Requires careful and specialized washing

Easy to care for

Made from down found under the feathers of geese or ducks

Made from polyester derived from petroleum


Down vs Synthetic Sleeping Bag Scenarios  

Getting set up with your first sleeping bag, is not worried about size and camping in summer/fall.

A synthetic sleeping bag would be perfect here. If money is no object, you could also use a down bag because you are unlikely to have long periods of rain in the summer.

Our recommendation would be the Lamina range


Looking for a year-round sleeping bag.

When sleeping in cabins in the winter, a down sleeping bag is preferred due to how small it can pack. 

When planning one-day overnight camping trips, a down sleeping bag is excellent, again because of the space saving.

Our recommendation would be the bishops pass or the phantom, if cost is not a concern.

When doing multi-day winter camping, some thought must go into whether you think the bag is going to get wet without the opportunity to dry. Most people will go for down, because of the weight and size savings. But there is also plenty who would prefer to take a synthetic to be sure it's going to be useful when wet. Considering where you are going and what opportunitie you will have to dry your sleeping bag is a key consideration. 

Our recommendation would be the Lamina or the phantom.


Entry level bag where price is the main concern.

Our recommendation is the bozeman.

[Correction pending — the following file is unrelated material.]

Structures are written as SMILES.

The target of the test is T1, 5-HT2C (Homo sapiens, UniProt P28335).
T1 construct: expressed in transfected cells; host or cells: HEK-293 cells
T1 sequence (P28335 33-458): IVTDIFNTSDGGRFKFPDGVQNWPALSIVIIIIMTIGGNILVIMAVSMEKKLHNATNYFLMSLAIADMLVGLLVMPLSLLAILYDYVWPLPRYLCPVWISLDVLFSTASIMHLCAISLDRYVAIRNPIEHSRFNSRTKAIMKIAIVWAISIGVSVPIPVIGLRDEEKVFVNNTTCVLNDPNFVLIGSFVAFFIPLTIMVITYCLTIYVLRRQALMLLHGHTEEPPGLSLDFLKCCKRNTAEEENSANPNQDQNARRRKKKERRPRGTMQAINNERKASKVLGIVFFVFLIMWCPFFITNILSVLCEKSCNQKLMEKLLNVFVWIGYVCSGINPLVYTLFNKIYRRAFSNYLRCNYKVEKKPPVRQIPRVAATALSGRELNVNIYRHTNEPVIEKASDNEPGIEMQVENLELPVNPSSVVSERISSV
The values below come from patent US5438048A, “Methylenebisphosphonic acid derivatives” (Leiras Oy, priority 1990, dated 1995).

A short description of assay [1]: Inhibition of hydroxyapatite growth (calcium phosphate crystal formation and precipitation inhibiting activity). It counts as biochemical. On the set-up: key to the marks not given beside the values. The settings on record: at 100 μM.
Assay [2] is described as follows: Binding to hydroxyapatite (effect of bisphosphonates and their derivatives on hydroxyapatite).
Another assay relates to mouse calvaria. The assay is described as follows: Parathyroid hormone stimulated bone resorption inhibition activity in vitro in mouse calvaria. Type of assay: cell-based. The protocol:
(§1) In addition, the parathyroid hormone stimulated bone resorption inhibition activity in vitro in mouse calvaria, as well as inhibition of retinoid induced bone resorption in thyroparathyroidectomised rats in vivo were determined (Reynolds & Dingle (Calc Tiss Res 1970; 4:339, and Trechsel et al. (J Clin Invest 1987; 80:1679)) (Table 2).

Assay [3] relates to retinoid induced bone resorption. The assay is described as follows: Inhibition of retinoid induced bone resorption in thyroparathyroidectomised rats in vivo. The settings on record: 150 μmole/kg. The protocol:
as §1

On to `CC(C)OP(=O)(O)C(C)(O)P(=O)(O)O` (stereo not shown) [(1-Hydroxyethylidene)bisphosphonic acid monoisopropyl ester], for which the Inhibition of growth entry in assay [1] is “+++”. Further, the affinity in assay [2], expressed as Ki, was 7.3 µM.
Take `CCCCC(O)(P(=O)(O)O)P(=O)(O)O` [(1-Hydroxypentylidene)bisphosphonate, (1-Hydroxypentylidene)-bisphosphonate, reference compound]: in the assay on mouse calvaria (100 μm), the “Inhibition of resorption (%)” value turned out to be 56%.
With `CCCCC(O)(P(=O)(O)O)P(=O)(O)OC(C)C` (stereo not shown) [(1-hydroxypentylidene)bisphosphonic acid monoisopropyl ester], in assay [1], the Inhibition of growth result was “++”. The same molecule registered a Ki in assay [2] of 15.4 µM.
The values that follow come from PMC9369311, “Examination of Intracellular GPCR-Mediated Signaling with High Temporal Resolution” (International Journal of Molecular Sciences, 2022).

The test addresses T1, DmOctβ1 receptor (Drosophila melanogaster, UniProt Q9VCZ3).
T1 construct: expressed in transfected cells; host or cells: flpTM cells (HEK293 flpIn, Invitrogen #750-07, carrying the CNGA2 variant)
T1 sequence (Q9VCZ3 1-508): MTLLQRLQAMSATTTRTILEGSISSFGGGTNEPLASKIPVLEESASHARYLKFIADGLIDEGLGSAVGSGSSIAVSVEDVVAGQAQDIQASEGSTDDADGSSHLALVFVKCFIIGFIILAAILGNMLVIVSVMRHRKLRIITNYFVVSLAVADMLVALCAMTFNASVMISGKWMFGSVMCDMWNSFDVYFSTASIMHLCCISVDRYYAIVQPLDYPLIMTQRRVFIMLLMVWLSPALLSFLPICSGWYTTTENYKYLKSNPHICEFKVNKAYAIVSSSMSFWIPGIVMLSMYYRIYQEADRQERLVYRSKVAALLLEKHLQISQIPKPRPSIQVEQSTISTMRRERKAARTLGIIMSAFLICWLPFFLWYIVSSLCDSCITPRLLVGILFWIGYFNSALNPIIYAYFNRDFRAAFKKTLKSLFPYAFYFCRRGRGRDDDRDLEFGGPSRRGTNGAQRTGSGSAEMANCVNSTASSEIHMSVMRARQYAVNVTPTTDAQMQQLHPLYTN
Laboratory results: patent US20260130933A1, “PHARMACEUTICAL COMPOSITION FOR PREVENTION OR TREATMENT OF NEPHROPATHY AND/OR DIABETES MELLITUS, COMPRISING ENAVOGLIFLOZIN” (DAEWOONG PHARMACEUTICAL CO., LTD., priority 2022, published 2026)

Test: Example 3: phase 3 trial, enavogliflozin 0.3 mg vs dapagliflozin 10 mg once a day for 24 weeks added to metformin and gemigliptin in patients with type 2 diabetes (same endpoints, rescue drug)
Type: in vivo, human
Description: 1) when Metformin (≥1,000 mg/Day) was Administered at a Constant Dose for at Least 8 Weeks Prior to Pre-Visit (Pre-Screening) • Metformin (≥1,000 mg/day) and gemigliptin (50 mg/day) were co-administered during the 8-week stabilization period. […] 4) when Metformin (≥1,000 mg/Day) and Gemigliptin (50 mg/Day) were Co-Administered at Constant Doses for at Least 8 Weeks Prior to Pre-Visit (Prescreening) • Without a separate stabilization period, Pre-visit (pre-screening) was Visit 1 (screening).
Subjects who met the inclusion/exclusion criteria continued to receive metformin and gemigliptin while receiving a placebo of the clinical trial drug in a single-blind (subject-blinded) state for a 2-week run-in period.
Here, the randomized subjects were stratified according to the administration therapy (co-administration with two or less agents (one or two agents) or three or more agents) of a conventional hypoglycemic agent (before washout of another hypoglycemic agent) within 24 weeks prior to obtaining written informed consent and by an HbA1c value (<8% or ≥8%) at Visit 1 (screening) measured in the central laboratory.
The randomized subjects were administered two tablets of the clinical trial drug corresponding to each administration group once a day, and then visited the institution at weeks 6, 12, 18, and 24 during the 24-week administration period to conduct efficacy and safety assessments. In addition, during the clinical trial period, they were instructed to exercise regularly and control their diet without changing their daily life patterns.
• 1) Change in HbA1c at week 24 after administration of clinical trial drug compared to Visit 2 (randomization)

Sleeping Bag FAQ's

How to wash a down sleeping bag.

You want to be cautious not to use anything that could break down the down fill inside the sleeping bag. Regular detergents can attach to the down and cause them to clump together, affecting the sleeping bag's warmth. Always use a down-safe detergent. Brands like Nikwax make them specifically for down-filled products.

  1. make sure the bag is unzipped and open
  2. use a front-loading washing machine
  3. wash the sleeping bag alone without any other clothes
  4. Use the cycle and temperature that the tags specify. If none is specified, use a gentle cycle with warm water.
  5. dry on low heat
  6. use tennis balls or small items to break up the clumps and fluff


How to wash a synthetic sleeping bag.

You can follow the same guidelines as above but do not need to be as conscious about the type of detergent used.


How to store a down sleeping bag.

Step 1

It's best practice to air out your sleeping bag after every use. Throwing the sleeping bag over your door for 24 hours helps dry the sleeping bag as much as possible before it gets stored. There is usually a loop at the base of the sleeping bag that can be used to hang the bag upside down.

Step 2

When packing away, it's best to stuff the bag instead of rolling; this helps compact the insulation differently each time so that the insulation doesn't get folded in the same way and develop creases.

Step 3

Never store your sleeping bag in its stuff sack. It will lose its evenly distributed filling this way. Always use the storage bag provided to store your sleeping bag when not travelling.